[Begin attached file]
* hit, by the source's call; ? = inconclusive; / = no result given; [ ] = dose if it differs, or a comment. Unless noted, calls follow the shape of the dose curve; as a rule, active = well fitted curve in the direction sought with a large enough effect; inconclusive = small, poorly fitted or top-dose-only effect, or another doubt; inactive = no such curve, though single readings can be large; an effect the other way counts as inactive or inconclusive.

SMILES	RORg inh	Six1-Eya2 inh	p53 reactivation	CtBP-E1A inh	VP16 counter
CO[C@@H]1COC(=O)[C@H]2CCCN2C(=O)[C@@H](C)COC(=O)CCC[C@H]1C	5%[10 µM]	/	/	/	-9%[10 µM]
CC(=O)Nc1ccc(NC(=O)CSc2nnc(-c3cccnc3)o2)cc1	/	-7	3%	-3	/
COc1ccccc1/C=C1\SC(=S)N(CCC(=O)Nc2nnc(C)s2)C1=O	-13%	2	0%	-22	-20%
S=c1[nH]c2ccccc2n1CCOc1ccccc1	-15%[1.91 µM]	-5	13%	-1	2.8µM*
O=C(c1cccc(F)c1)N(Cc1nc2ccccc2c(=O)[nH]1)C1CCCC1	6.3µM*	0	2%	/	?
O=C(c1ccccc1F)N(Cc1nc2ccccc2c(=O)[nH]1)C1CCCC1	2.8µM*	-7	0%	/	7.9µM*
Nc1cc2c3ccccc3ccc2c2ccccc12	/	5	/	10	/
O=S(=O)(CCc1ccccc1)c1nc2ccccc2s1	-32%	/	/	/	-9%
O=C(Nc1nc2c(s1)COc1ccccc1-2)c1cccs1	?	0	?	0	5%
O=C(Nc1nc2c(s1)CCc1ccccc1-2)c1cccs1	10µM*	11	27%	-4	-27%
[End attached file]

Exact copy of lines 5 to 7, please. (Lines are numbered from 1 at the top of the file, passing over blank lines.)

COc1ccccc1/C=C1\SC(=S)N(CCC(=O)Nc2nnc(C)s2)C1=O	-13%	2	0%	-22	-20%
S=c1[nH]c2ccccc2n1CCOc1ccccc1	-15%[1.91 µM]	-5	13%	-1	2.8µM*
O=C(c1cccc(F)c1)N(Cc1nc2ccccc2c(=O)[nH]1)C1CCCC1	6.3µM*	0	2%	/	?